Below is a brief review of our meeting on Sunday, followed by projection from the message, and a few discussion questions for Community Group or personal study this week.
Chris opened our time together with announcements and Antonio Martinez called all to worship with a Prayer of Praise.
The ushers collected tithes and offerings while the band sang My Help, My God.
Josh prayed a prayer of intercession and Bob Shanks read Psalm 71 – the text for this morning’s sermon, “A Lament for the Aging” preached by Matthew as part of our current series, Songs of Lament. To listen to the message again, visit our Audio Resources page.
After the message we sang He Will Hold Me Fast and Matthew closed our time with a benediction.
Projection from the Message:
As you grow older, continue to make the Lord your refuge, for He who has been your rock and fortress all the days of your life will be so to the very end.
“Because you have made the LORD your dwelling place—
the Most High, who is my refuge—
no evil shall be allowed to befall you,
no plague come near your tent.
For he will command his angels concerning you
to guard you in all your ways.
On their hands they will bear you up,
lest you strike your foot against a stone.
You will tread on the lion and the adder;
the young lion and the serpent you will trample underfoot.” – Psalm 91:9-13
1) Praise God for his faithfulness to you in the past
“Bless the LORD, O my soul, and all that is within me, bless his holy name! Bless the LORD, O my soul, and forget not all his benefits…” – Psalm 103:1-2
“The God before whom my fathers Abraham and Isaac walked, the God who has been my shepherd all my life long to this day…” – Genesis 48:15
2) Ask God to glorify his name through you in the present
A) In the world
B) In the church
C) In the next generation
3) Trust God to fulfill his promise to you in the future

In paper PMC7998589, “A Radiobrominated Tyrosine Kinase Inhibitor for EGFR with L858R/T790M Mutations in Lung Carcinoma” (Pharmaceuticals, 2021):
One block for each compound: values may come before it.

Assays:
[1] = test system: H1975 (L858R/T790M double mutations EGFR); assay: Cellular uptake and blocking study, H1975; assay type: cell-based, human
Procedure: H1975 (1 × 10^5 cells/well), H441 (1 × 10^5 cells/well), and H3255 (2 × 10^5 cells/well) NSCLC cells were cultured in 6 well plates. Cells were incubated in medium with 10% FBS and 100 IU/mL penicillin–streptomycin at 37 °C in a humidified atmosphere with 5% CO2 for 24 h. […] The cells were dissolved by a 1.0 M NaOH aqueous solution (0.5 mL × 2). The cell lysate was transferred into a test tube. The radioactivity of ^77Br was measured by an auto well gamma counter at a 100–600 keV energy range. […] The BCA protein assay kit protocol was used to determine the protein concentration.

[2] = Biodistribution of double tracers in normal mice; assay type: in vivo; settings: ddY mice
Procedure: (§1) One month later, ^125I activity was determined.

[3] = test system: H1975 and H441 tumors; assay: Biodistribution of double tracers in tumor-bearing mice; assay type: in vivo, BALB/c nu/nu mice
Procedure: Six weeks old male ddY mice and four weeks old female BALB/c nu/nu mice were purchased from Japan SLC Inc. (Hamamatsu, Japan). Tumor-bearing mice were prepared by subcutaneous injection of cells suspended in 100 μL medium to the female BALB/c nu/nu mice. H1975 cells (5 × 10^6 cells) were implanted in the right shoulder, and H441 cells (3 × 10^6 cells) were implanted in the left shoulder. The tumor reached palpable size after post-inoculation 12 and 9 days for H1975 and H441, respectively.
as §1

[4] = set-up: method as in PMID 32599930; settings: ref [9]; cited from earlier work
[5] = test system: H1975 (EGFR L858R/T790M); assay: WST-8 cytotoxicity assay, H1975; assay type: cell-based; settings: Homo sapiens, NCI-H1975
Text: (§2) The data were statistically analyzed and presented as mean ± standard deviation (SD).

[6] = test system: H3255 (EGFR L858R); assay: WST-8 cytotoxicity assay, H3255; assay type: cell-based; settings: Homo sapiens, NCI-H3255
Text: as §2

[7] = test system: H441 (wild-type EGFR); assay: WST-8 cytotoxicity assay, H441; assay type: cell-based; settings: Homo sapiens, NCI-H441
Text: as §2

A) Remember the character of God
B) Remember the works of God
C) Remember the supremacy of God
“I tell you this, brothers: flesh and blood cannot inherit the kingdom of God, nor does the perishable inherit the imperishable. Behold! I tell you a mystery. We shall not all sleep, but we shall all be changed, in a moment, in the twinkling of an eye, at the last trumpet. For the trumpet will sound, and the dead will be raised imperishable, and we shall be changed. For this perishable body must put on the imperishable, and this mortal body must put on immortality. When the perishable puts on the imperishable, and the mortal puts on immortality, then shall come to pass the saying that is written:
‘Death is swallowed up in victory.’
O death, where is your victory?
O death, where is your sting?
The sting of death is sin, and the power of sin is the law. But thanks be to God, who gives us the victory through our Lord Jesus Christ. – 1 Corinthians 15:50-57
1. Why is Psalm 71 a worthwhile passage to study regardless of your age? If you would not define yourself as a seasoned saint, what truths did God teach you from Matthew’s message? For those who are aging, what was your impression from the message?
2. What is a portent? What is the significance of being a portent for many over the course of your life? What happens when you turn your gaze to the past and see how God has provided for you?
3. When God promises to “save” you, is He promising that life will be easy? What does it mean to have a rock of refuge? How do you make God your refuge specifically when you are dealing with the suffering that comes with aging?
4. Matthew taught that you will never reach a point in your life where you will run out of stories that point to God’s faithfulness in your life. Why should we share these stories? How do you take care that your prayers for the future and accounts of the past are God-centered and not self-centered?